Essential Health Benefits (EHB): A set of health care service categories that must be covered by health plans starting in 2014 in order to meet the individual responsibility requirement.
Grandfathered Plan: A health plan that an individual was enrolled in prior to March 23, 2010. Grandfathered plans are exempt from most changes required by ACA. New employees may be added to group plans that are grandfathered, and new family members may be added to all grandfathered plans.
Guaranteed Issue: A requirement that health insurers sell a health insurance policy to any person who requests coverage, regardless of health history. The ACA requires that all health insurance be sold on a guaranteed-issue basis beginning in 2014.
Lifetime Limit: Many health insurance plans place dollar limits upon the claims the insurer will pay over the course of an individual’s life. The ACA prohibits lifetime limits on benefits beginning on September 23, 2010.
Marketplace: A term used to describe the exchanges that were created to assist individuals and small businesses in comparing and purchasing qualified health plans. The Marketplace will also determine eligibility for Medicaid or Florida Healthy Kids, as well as eligibility for premium and cost sharing assistance.
Medicaid: A joint state and federal program that provides health care coverage to eligible categories of low-income individuals.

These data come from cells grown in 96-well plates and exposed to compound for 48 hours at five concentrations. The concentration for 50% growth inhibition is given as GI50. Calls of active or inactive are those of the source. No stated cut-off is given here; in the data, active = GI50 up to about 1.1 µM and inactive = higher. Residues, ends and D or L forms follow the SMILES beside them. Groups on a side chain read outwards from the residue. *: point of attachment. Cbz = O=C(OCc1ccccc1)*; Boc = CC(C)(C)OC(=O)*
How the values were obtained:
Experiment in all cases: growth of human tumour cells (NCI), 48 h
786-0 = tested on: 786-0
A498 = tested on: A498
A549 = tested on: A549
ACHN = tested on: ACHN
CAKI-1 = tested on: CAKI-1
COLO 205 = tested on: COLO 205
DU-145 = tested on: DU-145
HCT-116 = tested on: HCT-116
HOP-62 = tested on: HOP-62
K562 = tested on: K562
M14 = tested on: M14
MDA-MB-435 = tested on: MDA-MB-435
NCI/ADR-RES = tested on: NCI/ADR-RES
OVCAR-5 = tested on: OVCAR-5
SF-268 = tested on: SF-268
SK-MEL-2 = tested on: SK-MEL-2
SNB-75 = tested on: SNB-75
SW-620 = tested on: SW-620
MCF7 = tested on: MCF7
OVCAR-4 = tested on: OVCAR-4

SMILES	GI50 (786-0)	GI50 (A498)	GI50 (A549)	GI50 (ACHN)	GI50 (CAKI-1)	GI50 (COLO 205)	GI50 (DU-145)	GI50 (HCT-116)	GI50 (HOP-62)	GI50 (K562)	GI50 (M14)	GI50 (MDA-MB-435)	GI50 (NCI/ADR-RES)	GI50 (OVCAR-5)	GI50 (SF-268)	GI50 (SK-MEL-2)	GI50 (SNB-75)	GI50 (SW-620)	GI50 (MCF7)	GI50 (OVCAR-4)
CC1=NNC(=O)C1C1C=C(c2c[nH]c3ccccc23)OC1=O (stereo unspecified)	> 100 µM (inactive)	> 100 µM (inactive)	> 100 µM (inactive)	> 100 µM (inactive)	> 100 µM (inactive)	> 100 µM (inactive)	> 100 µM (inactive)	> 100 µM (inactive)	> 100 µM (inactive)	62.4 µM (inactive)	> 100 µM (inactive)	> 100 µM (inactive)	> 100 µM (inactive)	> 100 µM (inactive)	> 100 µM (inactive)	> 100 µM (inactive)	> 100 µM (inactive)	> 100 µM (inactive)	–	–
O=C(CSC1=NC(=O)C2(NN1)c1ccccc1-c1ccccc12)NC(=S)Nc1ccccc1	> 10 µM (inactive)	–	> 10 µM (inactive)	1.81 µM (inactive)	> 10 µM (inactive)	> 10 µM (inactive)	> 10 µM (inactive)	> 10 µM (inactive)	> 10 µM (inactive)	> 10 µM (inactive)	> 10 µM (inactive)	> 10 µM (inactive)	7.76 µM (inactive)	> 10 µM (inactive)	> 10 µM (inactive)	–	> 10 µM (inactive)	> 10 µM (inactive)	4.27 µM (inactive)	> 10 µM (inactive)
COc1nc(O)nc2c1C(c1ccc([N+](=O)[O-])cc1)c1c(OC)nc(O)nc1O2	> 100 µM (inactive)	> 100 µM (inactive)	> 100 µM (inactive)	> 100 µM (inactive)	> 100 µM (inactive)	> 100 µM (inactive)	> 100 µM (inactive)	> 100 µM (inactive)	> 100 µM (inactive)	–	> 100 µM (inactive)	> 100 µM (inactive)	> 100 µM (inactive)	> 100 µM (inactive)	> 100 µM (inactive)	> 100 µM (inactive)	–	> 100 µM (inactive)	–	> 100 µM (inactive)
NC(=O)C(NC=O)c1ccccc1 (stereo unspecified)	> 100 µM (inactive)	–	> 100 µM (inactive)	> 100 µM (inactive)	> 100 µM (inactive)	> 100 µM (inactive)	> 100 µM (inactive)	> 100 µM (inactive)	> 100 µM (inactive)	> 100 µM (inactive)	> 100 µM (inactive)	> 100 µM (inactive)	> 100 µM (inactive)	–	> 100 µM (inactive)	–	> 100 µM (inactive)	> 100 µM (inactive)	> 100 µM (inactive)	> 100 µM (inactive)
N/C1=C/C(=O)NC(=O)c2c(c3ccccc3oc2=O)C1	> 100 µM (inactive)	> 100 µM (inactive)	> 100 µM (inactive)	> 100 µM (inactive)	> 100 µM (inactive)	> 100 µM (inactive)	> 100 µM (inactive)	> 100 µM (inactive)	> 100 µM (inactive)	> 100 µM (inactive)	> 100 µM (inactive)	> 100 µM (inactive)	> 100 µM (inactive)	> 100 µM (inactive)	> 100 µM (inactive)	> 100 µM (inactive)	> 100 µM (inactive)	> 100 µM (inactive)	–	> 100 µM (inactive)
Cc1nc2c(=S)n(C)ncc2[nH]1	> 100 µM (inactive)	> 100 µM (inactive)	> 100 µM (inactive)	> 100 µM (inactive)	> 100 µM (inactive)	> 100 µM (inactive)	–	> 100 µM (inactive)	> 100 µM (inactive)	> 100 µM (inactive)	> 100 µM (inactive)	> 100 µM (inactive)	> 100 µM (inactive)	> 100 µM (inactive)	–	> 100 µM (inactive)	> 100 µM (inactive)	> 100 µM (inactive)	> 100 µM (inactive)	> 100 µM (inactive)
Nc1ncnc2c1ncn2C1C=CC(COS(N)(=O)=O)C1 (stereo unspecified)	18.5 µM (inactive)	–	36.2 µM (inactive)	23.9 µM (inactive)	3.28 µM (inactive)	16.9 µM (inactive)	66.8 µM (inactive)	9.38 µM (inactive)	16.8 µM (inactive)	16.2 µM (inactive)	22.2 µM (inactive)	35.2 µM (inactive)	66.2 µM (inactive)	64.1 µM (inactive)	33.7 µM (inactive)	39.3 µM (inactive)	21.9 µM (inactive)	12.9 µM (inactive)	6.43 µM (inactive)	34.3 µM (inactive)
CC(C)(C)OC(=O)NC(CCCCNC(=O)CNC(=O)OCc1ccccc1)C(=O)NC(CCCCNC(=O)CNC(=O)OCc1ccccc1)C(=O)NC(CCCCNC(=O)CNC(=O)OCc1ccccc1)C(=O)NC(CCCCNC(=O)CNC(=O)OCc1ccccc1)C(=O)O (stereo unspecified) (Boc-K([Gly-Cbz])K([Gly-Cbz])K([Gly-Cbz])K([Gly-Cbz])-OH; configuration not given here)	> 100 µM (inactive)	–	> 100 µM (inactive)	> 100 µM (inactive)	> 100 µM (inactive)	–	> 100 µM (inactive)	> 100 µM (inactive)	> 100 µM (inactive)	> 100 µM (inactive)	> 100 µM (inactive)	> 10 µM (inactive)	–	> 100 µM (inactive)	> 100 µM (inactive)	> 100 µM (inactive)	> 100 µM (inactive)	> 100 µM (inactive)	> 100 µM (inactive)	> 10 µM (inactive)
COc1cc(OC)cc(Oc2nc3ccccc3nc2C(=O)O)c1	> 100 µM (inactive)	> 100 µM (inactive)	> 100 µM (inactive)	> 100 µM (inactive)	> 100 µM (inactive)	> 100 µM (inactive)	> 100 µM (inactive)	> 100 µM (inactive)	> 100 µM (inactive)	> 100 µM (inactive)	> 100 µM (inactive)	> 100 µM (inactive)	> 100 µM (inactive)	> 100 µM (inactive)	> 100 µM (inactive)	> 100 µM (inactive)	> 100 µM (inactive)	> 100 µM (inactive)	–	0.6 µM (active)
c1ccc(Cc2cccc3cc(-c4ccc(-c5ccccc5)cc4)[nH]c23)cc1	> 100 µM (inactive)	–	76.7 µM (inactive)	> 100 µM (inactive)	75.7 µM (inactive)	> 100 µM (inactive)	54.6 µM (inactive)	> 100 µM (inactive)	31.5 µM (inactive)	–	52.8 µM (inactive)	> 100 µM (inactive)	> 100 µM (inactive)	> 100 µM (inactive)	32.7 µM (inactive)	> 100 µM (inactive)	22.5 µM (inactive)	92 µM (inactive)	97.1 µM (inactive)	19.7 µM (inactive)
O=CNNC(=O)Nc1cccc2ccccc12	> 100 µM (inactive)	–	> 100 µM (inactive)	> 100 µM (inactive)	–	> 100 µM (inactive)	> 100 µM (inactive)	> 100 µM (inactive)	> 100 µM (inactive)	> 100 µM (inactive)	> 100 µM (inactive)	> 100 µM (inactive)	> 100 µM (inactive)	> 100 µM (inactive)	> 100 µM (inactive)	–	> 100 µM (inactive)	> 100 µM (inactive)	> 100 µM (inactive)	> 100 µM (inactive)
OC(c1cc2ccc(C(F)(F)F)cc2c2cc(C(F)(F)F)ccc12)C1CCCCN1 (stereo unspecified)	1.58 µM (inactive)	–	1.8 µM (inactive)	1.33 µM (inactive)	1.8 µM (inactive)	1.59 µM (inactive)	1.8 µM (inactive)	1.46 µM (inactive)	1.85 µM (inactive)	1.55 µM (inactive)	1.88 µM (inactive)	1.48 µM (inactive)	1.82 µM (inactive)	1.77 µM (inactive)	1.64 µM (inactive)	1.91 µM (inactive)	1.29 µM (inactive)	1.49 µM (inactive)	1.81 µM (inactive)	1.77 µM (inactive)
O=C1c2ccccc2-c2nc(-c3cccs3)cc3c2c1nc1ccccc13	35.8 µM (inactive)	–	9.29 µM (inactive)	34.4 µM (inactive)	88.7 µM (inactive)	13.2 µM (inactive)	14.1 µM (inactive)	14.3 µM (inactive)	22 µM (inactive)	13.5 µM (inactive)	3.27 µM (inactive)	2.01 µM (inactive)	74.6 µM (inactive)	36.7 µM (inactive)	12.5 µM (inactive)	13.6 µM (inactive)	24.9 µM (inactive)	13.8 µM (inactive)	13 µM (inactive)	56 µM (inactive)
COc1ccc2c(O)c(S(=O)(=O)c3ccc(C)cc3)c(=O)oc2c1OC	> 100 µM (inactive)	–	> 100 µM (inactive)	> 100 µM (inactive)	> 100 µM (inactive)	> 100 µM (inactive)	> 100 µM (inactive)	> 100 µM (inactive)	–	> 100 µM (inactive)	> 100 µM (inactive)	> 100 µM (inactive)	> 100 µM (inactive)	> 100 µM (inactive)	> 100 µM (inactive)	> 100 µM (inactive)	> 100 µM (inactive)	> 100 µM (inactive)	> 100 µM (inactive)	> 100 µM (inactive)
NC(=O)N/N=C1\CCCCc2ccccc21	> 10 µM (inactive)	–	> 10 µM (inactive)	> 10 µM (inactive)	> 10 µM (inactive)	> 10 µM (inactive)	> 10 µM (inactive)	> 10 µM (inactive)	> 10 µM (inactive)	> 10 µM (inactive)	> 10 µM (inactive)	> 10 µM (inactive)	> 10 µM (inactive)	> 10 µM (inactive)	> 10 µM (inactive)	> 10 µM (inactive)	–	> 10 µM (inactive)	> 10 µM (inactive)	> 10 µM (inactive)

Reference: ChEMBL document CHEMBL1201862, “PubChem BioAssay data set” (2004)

Medical Loss Ratio: The percentage of health insurance premiums that are spent by an insurer on health care services. The ACA requires that large group plans spend 85% of premiums on clinical services and other activities for the quality of care for enrollees. Small group and individual market plans must devote 80% of premiums to these purposes. Amounts not within the medical loss ratio requirements must be returned to the policyholder in the form of a rebate.
Medicare: A federal government program that provides health care coverage for all eligible individuals age 65 or older or under age 65 with a disability, regardless of income or assets.
Navigators: Individuals who will help consumers prepare electronic and paper applications to establish eligibility and enroll in coverage through the Marketplace and potentially qualify for an insurance affordability program (including a premium tax credit, Medicaid and the Children’s Health Insurance Program aka Florida Healthy Kids). They will also provide outreach and education to raise awareness about the individual and small group Marketplaces, and will refer consumers to health insurance ombudsman and consumer assistance programs when necessary. Navigators must complete comprehensive training and be certified by HHS/CCIIO. Navigators will also be required to be registered through the DFS, Division of Insurance Agent & Agency Services, Bureau of Licensing.